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The Lifespan of a Fact Paperback – February 27, 2012
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“...[H]ere is the genius of this little book, for as it progresses, D'Agata and Fingal turn everything around on us, until even our most basic assumptions are left unclear. Who says writers owe readers anything? Or that genre, such as it is, is a valid lens through which to consider literary work? ...[T]he book is "an enactment of the experience of trying to find meaning"― a vivid and reflective meditation on the nature of nonfiction as literary art.” (David L. Ulin - L.A. Times)
“Very à propos in our era of spruced-up autobiography and fabricated reporting, this is a whip-smart, mordantly funny, thought-provoking rumination on journalistic responsibility and literary license.” (Publishers Weekly)
“A fascinating and dramatic power struggle over the intriguing question of what nonfiction should, or can, be.” (Lydia Davis)
“A singularly important meditation on fact and fiction, the imagination and life, fidelity and freedom. Provocative, maddening, and compulsively readable, The Lifespan of a Fact pulses through a forest of detail to illuminate high-stakes, age-old questions about art and ethics―questions to which the book (blessedly!) provides no easy answers.” (Maggie Nelson)
“...The Lifespan of a Fact... is less a book than a knock-down, drag-out fight between two tenacious combatants, over questions of truth, belief, history, myth, memory and forgetting.” (Jennifer McDonald - New York Times Book Review)
“A riveting essay delving into the arcane yet entertaining debate within the writing community over the relationship between truth and accuracy when writing creative nonfiction....” (Kirkus Reviews)
“...Thus begins the alternately absorbing and infuriating exercise that is the book The Lifespan of a Fact, a Talmudically arranged account of the conflict between Jim Fingal, zealous checker, and John D’Agata, nonfiction fabulist, which began in 2005 and resulted in this collaboration.” (Gideon Lewis-Kraus - New York Times Magazine)
“If you like compelling, emotional stories set in wild, business-friendly locales, this book delivers.” (Daniel Roberts - Fortune Magazine)
About the Author
John D’Agata is the author of About a Mountain, Halls of Fame and editor of The Next American Essay and The Lost Origins of the Essay. He teaches creative writing at the University of Iowa in Iowa City, where he lives.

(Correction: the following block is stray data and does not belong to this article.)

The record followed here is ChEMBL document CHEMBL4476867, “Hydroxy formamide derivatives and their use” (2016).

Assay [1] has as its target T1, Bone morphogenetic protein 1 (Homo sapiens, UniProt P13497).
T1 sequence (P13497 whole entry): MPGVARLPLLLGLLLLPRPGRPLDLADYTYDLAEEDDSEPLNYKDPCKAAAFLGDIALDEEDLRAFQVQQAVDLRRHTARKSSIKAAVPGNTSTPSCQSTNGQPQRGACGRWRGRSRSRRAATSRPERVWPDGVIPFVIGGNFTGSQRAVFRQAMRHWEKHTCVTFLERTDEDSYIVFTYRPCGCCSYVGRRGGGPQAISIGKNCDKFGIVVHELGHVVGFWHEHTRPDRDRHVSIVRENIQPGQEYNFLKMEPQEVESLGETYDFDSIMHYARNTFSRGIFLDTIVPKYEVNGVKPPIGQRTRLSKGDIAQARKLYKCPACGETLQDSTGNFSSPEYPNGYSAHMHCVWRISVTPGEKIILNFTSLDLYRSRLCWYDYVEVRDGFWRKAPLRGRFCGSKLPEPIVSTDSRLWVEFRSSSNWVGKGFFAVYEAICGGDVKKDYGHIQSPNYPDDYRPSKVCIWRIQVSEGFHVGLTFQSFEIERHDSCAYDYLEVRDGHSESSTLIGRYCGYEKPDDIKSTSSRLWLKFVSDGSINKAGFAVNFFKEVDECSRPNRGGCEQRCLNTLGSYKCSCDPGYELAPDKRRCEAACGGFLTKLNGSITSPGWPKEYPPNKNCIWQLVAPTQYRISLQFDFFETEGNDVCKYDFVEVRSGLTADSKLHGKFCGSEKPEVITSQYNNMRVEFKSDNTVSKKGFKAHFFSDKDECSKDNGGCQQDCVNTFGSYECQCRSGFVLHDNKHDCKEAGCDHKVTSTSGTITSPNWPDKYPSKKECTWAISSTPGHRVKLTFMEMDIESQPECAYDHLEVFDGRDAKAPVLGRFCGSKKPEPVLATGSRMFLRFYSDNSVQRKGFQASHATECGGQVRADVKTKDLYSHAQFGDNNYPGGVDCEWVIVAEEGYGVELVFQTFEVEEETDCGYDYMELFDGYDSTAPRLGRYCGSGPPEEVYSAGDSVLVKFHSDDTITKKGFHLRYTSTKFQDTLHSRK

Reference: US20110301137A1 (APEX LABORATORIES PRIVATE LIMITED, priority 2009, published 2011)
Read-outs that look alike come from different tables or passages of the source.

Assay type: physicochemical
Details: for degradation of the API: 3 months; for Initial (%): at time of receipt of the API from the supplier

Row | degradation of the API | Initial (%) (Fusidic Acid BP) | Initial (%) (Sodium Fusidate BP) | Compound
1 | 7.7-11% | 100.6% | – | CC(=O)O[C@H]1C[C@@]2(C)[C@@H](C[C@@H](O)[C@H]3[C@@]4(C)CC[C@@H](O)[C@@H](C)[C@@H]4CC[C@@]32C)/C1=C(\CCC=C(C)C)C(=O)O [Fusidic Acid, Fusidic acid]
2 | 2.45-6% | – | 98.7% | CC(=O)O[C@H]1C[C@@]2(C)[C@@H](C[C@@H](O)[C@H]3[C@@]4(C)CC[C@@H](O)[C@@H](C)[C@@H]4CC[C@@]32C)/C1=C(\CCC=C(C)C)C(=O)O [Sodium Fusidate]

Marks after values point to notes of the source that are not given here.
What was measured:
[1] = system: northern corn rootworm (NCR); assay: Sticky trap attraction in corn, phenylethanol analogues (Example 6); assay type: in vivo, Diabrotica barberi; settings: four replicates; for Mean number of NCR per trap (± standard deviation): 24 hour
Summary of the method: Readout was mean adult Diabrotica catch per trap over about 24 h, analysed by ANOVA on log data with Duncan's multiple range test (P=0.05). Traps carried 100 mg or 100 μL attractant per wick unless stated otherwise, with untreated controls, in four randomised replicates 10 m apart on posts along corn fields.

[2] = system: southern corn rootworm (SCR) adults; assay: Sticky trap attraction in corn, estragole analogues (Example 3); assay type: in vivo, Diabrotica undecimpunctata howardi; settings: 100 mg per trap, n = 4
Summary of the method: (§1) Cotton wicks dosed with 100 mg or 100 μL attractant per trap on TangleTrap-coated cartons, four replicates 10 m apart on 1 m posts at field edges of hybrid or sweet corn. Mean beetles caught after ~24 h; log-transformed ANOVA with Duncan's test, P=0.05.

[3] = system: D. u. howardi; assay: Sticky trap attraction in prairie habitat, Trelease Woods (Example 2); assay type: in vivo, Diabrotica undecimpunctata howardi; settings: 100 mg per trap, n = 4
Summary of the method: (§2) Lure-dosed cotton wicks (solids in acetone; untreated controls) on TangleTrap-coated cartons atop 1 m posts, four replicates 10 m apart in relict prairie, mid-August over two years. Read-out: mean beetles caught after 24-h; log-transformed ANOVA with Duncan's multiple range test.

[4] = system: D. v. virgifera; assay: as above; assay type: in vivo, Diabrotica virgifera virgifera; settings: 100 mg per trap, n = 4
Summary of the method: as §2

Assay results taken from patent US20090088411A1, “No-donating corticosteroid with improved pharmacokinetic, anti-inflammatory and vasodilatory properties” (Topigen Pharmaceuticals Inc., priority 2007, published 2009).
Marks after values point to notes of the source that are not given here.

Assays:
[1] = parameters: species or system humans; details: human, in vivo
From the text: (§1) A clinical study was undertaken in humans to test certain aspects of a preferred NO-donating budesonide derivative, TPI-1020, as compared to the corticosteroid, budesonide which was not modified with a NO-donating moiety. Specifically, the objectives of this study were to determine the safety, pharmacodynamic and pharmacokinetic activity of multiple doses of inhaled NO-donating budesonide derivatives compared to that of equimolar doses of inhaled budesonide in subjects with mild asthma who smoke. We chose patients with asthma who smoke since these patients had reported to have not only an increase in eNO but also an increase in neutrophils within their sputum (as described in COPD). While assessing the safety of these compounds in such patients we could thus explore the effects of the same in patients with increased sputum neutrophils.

Jim Fingal is now a software engineer and writer in Cambridge, Massachusetts.
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Top Customer Reviews
Fingal fact-checked the piece to an inch of its life. Fingal's dedication is truly breathtaking, and close to borderline obsessive-compulsive. Fingal checked every statement made in the essay from the color of the carpets in the hotel from which Levi jumped to the time that it would have taken Levi to fall.
Where Fingal stands for the "fact" in non-fiction, D'Agata stands for art of non-fiction. D'Agata wants to engage the reader, keep the reader's interest, and, well, create art. So, were there "white palls of dust" swirling through the Las Vegas streets on the day that Levi died? It makes for a nice image, but Fingal's fact checking turns out that the weather records show only a "gentle breeze" that day. Fingal's response was that "it makes for drama." (p. 24.)
This is the story of the interaction between D'Agata and Fingal. The layout of the book fits the back and forth and forth style of the argument between the two. The text of D'Agata's essay is printed in the center of the page with Fingal and D'Agata's debate presented in a "gloss" format around the main text.
If you like debate, and/or the back and forth of a intellect and wit, the book makes a great vehicle for dipping into. It is like eavesdropping on a clever, non-obscene, intelligent facebook argument that you have absolutely no stake in. Since I like that kind of thing, I found the book entertaining.
The interest of the book is not really in the particular topics being argued about. A reader who expects to sit down and read this book from beginning to end will be lost and disappointed. Rather the book is ultimately a "meta" argument about how important facts are to a non-fiction story. Is it only the core facts that matter or is a non-fiction story or must a non-fiction story be entirely non-fiction?
I tend to think of myself as a fact absolutist, but this essay made me pause. Does it matter that there may not have been "swirling palls of dust" in the street? It does make for a better image and memorable. On the other hand, if I'd been there and remembered the day, I might be tempted to disbelieve the whole thing based on the inaccuracy with respect to small things.
Ultimately, the relationship between Fingal and D'Agata seemed to become a matter of personality. Fingal clearly felt that D'Agata's repeated excuse about not taking notes, or other apparent dodges, were simply a way of covering up the fact that he was "making s*** up." D'Agata, for his part, clearly felt that Fingal had gone over the edge into a condition better treated with drugs. Nonetheless, the discussion remained cordial....sharp but cordial.
This is a fascinating book that forces one to think about facts, truth and the "art" of non-fiction writing.
Most Recent Customer Reviews
Without it, I would not have considered whether essayists need to tell the truth or bend it.Read more